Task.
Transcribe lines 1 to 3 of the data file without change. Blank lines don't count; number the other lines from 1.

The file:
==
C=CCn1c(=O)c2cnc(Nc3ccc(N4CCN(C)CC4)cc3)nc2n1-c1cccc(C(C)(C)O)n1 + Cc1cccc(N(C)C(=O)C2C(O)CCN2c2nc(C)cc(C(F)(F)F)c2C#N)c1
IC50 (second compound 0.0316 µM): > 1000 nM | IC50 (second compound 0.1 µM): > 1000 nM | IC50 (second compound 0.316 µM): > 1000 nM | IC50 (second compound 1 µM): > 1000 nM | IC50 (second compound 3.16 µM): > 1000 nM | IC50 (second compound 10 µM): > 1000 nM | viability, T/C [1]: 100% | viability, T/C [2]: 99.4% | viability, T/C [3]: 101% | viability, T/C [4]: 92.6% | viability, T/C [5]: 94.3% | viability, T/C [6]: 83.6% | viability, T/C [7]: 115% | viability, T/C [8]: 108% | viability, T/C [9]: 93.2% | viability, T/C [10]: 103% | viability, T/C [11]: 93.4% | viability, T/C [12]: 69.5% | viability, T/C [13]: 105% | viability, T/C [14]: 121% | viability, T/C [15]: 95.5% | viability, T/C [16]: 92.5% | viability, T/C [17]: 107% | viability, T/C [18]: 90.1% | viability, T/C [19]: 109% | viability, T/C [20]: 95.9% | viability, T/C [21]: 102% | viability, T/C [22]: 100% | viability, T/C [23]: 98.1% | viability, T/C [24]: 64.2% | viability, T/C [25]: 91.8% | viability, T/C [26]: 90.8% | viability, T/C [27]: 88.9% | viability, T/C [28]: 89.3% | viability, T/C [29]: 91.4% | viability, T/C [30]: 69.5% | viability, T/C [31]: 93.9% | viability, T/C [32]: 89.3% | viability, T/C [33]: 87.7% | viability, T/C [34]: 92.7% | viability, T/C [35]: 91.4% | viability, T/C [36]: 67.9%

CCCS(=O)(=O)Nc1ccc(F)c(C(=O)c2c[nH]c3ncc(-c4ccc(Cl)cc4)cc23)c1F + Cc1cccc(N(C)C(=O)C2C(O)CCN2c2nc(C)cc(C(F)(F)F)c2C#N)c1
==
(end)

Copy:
C=CCn1c(=O)c2cnc(Nc3ccc(N4CCN(C)CC4)cc3)nc2n1-c1cccc(C(C)(C)O)n1 + Cc1cccc(N(C)C(=O)C2C(O)CCN2c2nc(C)cc(C(F)(F)F)c2C#N)c1
IC50 (second compound 0.0316 µM): > 1000 nM | IC50 (second compound 0.1 µM): > 1000 nM | IC50 (second compound 0.316 µM): > 1000 nM | IC50 (second compound 1 µM): > 1000 nM | IC50 (second compound 3.16 µM): > 1000 nM | IC50 (second compound 10 µM): > 1000 nM | viability, T/C [1]: 100% | viability, T/C [2]: 99.4% | viability, T/C [3]: 101% | viability, T/C [4]: 92.6% | viability, T/C [5]: 94.3% | viability, T/C [6]: 83.6% | viability, T/C [7]: 115% | viability, T/C [8]: 108% | viability, T/C [9]: 93.2% | viability, T/C [10]: 103% | viability, T/C [11]: 93.4% | viability, T/C [12]: 69.5% | viability, T/C [13]: 105% | viability, T/C [14]: 121% | viability, T/C [15]: 95.5% | viability, T/C [16]: 92.5% | viability, T/C [17]: 107% | viability, T/C [18]: 90.1% | viability, T/C [19]: 109% | viability, T/C [20]: 95.9% | viability, T/C [21]: 102% | viability, T/C [22]: 100% | viability, T/C [23]: 98.1% | viability, T/C [24]: 64.2% | viability, T/C [25]: 91.8% | viability, T/C [26]: 90.8% | viability, T/C [27]: 88.9% | viability, T/C [28]: 89.3% | viability, T/C [29]: 91.4% | viability, T/C [30]: 69.5% | viability, T/C [31]: 93.9% | viability, T/C [32]: 89.3% | viability, T/C [33]: 87.7% | viability, T/C [34]: 92.7% | viability, T/C [35]: 91.4% | viability, T/C [36]: 67.9%

CCCS(=O)(=O)Nc1ccc(F)c(C(=O)c2c[nH]c3ncc(-c4ccc(Cl)cc4)cc23)c1F + Cc1cccc(N(C)C(=O)C2C(O)CCN2c2nc(C)cc(C(F)(F)F)c2C#N)c1